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Road to self-publishing: Revisions

So you wrote a first draft. Then you closed the file and wrote other things and had a busy, exciting life for a month or so. Now what?

Open the file and do a read through from start to finish without making any changes. Keep a running list of issues including plot points problems, character concerns and structure stuff. Once you’ve gotten through the manuscript from start to finish, it’s time to get to work.

Don’t get freaked out by the things you noticed in your read-through. By putting distance between you and the first draft, you’ll find things you might never have caught had you gone right into an edit. Time and space allows you to look at the work more critically. And be critical. This is where all you’re creativity can be funneled into improvements. By attacking the first draft, you move onto the road of creating a fabulous work instead of just a draft.

There is a saying in the writing world – kill your darlings. That’s a reference to eyeing your work as critically as possible. If you don’t attack your work and do everything possible to keep the story flowing, keep the words moving forward, you’re book will get bogged down in those little darlings that you love. In your book, every word must keep the reader engrossed, wanting to turn the next page.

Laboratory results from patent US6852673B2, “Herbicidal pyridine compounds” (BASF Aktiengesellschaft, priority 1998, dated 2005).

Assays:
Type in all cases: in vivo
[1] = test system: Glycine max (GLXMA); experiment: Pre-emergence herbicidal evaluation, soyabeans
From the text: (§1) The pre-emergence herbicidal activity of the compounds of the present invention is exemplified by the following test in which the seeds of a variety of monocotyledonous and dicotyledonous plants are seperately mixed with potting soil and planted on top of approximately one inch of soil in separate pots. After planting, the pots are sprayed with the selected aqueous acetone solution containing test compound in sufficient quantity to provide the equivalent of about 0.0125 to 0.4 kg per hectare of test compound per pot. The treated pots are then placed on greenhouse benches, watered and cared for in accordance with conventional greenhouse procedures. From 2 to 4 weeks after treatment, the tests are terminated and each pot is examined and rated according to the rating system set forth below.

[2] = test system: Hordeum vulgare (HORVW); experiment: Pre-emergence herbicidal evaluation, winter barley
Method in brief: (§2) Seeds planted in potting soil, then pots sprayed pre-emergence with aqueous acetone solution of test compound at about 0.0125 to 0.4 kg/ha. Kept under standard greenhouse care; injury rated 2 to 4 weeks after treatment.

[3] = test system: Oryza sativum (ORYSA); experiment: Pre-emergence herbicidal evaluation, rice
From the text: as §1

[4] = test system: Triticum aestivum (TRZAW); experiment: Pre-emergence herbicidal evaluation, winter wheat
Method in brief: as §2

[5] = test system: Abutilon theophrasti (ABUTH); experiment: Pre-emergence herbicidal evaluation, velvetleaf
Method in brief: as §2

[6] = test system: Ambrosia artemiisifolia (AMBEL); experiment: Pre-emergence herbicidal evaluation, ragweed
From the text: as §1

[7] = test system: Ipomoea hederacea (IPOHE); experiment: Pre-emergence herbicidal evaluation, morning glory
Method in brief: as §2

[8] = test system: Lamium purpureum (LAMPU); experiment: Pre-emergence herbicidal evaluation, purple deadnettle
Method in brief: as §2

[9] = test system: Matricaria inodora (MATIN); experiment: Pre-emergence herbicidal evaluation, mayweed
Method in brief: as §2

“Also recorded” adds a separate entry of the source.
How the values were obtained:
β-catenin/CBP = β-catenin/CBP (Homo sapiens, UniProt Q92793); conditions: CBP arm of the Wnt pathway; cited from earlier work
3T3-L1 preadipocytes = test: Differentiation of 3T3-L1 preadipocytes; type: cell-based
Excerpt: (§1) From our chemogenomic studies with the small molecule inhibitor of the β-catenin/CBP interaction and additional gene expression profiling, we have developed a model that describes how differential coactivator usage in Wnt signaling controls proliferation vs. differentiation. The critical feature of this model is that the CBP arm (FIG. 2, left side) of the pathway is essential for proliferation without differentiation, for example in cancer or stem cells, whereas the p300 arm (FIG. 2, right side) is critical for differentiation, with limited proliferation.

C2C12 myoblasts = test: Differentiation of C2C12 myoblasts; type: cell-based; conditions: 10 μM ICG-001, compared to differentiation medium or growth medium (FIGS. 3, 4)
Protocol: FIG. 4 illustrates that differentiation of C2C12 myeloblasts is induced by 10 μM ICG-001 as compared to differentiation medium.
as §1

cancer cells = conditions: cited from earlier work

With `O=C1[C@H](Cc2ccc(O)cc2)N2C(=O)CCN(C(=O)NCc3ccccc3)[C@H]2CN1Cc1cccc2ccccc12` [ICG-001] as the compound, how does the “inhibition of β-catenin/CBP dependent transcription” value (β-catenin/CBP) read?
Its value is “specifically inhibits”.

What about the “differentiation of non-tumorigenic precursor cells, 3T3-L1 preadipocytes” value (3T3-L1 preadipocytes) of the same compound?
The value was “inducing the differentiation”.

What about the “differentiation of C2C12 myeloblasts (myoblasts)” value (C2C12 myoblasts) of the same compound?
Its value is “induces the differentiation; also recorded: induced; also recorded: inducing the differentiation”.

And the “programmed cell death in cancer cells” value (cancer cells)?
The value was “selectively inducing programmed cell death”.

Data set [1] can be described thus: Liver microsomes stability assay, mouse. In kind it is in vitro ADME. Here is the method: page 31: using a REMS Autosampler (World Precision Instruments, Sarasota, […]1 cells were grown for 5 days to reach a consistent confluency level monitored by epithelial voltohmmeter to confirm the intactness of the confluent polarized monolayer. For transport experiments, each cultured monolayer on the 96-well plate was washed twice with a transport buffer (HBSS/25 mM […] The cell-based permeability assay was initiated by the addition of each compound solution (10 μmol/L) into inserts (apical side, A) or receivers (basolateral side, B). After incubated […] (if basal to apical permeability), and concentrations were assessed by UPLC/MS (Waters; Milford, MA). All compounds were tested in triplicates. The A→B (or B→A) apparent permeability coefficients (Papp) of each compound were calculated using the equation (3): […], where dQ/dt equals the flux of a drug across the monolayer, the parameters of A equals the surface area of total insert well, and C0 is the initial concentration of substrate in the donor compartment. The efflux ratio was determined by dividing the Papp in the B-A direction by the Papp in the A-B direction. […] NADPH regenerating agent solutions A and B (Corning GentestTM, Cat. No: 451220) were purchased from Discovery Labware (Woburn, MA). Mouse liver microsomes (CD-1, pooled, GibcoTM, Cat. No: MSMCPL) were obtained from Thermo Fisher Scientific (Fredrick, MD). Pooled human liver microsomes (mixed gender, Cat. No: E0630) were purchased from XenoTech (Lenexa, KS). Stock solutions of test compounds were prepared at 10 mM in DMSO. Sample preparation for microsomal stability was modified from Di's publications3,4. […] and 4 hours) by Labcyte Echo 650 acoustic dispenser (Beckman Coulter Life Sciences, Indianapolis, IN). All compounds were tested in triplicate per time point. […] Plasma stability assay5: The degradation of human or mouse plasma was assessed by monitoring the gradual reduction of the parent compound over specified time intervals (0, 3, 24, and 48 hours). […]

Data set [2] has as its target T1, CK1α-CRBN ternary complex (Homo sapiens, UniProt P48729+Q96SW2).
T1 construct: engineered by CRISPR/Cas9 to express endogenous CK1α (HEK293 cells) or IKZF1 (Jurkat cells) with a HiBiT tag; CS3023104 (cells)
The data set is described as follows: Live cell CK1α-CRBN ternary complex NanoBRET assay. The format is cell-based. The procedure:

When it comes to your darlings, it’s often smart to cut them from the piece and put them in a folder. You may be able to find a better place for them somewhere in the main piece or in something completely unrelated. But it is imperative that when editing, you do everything possible to power up your book.

Often, the second pass can address the bigger problems, while the third pass fine tunes the piece.

More often than not, one pass is not enough. Some authors edit the same manuscript a dozen times, others just two or three, while some take more passes. As exhausting and repetitive as it may feel, with each pass you should see improvement in your book.

Revision is not a bad thing. It’s a necessary part of the process. No matter how good you think your first draft is, it’s not. Revise and make it work.

Coming soon: the benefit of critique groups and professional editing services.

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